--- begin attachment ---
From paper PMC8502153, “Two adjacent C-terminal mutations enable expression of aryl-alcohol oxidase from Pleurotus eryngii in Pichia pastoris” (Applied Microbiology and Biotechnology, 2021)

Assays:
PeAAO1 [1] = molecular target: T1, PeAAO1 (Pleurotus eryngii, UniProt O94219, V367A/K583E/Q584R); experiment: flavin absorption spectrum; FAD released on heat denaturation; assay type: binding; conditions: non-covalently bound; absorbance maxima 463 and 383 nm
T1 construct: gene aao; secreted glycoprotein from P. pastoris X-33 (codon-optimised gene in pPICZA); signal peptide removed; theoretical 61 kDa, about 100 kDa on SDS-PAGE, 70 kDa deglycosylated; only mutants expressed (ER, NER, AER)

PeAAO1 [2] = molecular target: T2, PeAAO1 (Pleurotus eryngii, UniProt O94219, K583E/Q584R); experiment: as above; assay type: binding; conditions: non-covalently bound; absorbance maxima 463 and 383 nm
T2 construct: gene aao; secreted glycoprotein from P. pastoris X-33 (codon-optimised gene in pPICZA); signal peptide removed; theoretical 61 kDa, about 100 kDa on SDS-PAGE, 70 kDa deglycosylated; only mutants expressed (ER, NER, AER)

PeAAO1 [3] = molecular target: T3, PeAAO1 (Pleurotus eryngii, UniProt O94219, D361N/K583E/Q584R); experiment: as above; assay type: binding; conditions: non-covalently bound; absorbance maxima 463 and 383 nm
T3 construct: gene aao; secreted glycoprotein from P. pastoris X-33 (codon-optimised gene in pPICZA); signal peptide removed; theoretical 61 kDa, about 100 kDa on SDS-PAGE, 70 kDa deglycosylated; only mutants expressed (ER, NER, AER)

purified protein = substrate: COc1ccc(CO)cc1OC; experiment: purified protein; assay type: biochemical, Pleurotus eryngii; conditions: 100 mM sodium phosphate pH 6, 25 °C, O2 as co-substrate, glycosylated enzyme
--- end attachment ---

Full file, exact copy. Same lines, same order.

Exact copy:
From paper PMC8502153, “Two adjacent C-terminal mutations enable expression of aryl-alcohol oxidase from Pleurotus eryngii in Pichia pastoris” (Applied Microbiology and Biotechnology, 2021)

Assays:
PeAAO1 [1] = molecular target: T1, PeAAO1 (Pleurotus eryngii, UniProt O94219, V367A/K583E/Q584R); experiment: flavin absorption spectrum; FAD released on heat denaturation; assay type: binding; conditions: non-covalently bound; absorbance maxima 463 and 383 nm
T1 construct: gene aao; secreted glycoprotein from P. pastoris X-33 (codon-optimised gene in pPICZA); signal peptide removed; theoretical 61 kDa, about 100 kDa on SDS-PAGE, 70 kDa deglycosylated; only mutants expressed (ER, NER, AER)

PeAAO1 [2] = molecular target: T2, PeAAO1 (Pleurotus eryngii, UniProt O94219, K583E/Q584R); experiment: as above; assay type: binding; conditions: non-covalently bound; absorbance maxima 463 and 383 nm
T2 construct: gene aao; secreted glycoprotein from P. pastoris X-33 (codon-optimised gene in pPICZA); signal peptide removed; theoretical 61 kDa, about 100 kDa on SDS-PAGE, 70 kDa deglycosylated; only mutants expressed (ER, NER, AER)

PeAAO1 [3] = molecular target: T3, PeAAO1 (Pleurotus eryngii, UniProt O94219, D361N/K583E/Q584R); experiment: as above; assay type: binding; conditions: non-covalently bound; absorbance maxima 463 and 383 nm
T3 construct: gene aao; secreted glycoprotein from P. pastoris X-33 (codon-optimised gene in pPICZA); signal peptide removed; theoretical 61 kDa, about 100 kDa on SDS-PAGE, 70 kDa deglycosylated; only mutants expressed (ER, NER, AER)

purified protein = substrate: COc1ccc(CO)cc1OC; experiment: purified protein; assay type: biochemical, Pleurotus eryngii; conditions: 100 mM sodium phosphate pH 6, 25 °C, O2 as co-substrate, glycosylated enzyme